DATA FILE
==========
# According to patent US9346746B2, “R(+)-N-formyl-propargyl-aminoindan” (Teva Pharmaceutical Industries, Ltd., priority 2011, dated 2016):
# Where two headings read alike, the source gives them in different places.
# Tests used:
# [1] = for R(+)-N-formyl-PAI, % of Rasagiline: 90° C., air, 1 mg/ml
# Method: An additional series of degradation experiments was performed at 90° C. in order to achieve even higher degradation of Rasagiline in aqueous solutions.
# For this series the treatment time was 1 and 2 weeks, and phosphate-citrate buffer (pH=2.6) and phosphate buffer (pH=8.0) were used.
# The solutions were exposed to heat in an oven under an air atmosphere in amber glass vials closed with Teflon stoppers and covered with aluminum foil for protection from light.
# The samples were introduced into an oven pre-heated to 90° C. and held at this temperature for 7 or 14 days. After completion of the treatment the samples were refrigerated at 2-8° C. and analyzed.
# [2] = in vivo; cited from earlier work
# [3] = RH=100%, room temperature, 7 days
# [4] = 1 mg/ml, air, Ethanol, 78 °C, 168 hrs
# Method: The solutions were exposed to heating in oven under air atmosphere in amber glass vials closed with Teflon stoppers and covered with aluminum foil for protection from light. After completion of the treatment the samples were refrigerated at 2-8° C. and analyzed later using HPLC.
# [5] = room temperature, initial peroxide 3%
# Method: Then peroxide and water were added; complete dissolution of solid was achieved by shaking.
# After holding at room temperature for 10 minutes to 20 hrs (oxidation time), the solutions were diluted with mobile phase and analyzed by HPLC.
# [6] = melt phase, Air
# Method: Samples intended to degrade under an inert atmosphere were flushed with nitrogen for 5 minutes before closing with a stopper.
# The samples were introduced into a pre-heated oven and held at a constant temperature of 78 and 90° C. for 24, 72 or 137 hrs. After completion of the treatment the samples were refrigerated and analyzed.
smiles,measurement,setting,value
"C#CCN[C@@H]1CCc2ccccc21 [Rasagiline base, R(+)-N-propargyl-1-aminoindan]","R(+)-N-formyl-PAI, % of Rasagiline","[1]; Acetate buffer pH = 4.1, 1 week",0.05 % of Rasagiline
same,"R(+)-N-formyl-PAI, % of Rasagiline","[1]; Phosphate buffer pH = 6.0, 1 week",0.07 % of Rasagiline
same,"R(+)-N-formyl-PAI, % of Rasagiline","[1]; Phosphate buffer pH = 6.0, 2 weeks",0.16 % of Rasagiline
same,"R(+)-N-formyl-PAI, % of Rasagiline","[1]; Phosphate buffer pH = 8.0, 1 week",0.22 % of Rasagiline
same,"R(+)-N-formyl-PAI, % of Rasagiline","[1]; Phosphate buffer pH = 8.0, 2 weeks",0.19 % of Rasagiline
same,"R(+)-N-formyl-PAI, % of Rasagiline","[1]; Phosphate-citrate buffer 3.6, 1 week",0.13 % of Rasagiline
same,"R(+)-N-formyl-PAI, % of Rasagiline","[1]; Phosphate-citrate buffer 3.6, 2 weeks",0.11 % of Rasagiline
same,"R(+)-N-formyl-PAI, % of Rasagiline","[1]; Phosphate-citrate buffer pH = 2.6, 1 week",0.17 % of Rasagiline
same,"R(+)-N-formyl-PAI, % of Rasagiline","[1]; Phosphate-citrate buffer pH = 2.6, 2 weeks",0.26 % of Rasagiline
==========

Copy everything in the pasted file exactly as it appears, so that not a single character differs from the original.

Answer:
# According to patent US9346746B2, “R(+)-N-formyl-propargyl-aminoindan” (Teva Pharmaceutical Industries, Ltd., priority 2011, dated 2016):
# Where two headings read alike, the source gives them in different places.
# Tests used:
# [1] = for R(+)-N-formyl-PAI, % of Rasagiline: 90° C., air, 1 mg/ml
# Method: An additional series of degradation experiments was performed at 90° C. in order to achieve even higher degradation of Rasagiline in aqueous solutions.
# For this series the treatment time was 1 and 2 weeks, and phosphate-citrate buffer (pH=2.6) and phosphate buffer (pH=8.0) were used.
# The solutions were exposed to heat in an oven under an air atmosphere in amber glass vials closed with Teflon stoppers and covered with aluminum foil for protection from light.
# The samples were introduced into an oven pre-heated to 90° C. and held at this temperature for 7 or 14 days. After completion of the treatment the samples were refrigerated at 2-8° C. and analyzed.
# [2] = in vivo; cited from earlier work
# [3] = RH=100%, room temperature, 7 days
# [4] = 1 mg/ml, air, Ethanol, 78 °C, 168 hrs
# Method: The solutions were exposed to heating in oven under air atmosphere in amber glass vials closed with Teflon stoppers and covered with aluminum foil for protection from light. After completion of the treatment the samples were refrigerated at 2-8° C. and analyzed later using HPLC.
# [5] = room temperature, initial peroxide 3%
# Method: Then peroxide and water were added; complete dissolution of solid was achieved by shaking.
# After holding at room temperature for 10 minutes to 20 hrs (oxidation time), the solutions were diluted with mobile phase and analyzed by HPLC.
# [6] = melt phase, Air
# Method: Samples intended to degrade under an inert atmosphere were flushed with nitrogen for 5 minutes before closing with a stopper.
# The samples were introduced into a pre-heated oven and held at a constant temperature of 78 and 90° C. for 24, 72 or 137 hrs. After completion of the treatment the samples were refrigerated and analyzed.
smiles,measurement,setting,value
"C#CCN[C@@H]1CCc2ccccc21 [Rasagiline base, R(+)-N-propargyl-1-aminoindan]","R(+)-N-formyl-PAI, % of Rasagiline","[1]; Acetate buffer pH = 4.1, 1 week",0.05 % of Rasagiline
same,"R(+)-N-formyl-PAI, % of Rasagiline","[1]; Phosphate buffer pH = 6.0, 1 week",0.07 % of Rasagiline
same,"R(+)-N-formyl-PAI, % of Rasagiline","[1]; Phosphate buffer pH = 6.0, 2 weeks",0.16 % of Rasagiline
same,"R(+)-N-formyl-PAI, % of Rasagiline","[1]; Phosphate buffer pH = 8.0, 1 week",0.22 % of Rasagiline
same,"R(+)-N-formyl-PAI, % of Rasagiline","[1]; Phosphate buffer pH = 8.0, 2 weeks",0.19 % of Rasagiline
same,"R(+)-N-formyl-PAI, % of Rasagiline","[1]; Phosphate-citrate buffer 3.6, 1 week",0.13 % of Rasagiline
same,"R(+)-N-formyl-PAI, % of Rasagiline","[1]; Phosphate-citrate buffer 3.6, 2 weeks",0.11 % of Rasagiline
same,"R(+)-N-formyl-PAI, % of Rasagiline","[1]; Phosphate-citrate buffer pH = 2.6, 1 week",0.17 % of Rasagiline
same,"R(+)-N-formyl-PAI, % of Rasagiline","[1]; Phosphate-citrate buffer pH = 2.6, 2 weeks",0.26 % of Rasagiline